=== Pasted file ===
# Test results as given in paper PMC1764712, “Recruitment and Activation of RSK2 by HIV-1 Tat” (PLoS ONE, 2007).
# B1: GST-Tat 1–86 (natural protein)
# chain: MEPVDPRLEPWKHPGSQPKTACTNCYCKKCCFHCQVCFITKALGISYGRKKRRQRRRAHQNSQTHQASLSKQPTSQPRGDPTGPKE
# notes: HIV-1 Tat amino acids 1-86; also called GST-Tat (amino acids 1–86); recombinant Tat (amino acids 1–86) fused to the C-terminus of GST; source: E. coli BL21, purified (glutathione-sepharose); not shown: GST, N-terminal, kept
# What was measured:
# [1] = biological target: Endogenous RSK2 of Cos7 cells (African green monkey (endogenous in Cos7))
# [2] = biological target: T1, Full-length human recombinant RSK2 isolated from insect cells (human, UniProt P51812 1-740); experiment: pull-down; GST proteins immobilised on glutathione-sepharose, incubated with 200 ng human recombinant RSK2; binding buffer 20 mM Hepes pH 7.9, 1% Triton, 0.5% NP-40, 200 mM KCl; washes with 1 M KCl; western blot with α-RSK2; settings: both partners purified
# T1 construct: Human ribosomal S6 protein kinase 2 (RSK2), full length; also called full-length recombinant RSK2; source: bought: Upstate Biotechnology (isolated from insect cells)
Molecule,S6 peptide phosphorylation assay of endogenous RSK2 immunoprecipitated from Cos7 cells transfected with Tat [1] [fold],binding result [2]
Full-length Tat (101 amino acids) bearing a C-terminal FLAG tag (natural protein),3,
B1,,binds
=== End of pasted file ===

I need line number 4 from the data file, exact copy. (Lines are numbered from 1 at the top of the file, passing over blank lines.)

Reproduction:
# notes: HIV-1 Tat amino acids 1-86; also called GST-Tat (amino acids 1–86); recombinant Tat (amino acids 1–86) fused to the C-terminus of GST; source: E. coli BL21, purified (glutathione-sepharose); not shown: GST, N-terminal, kept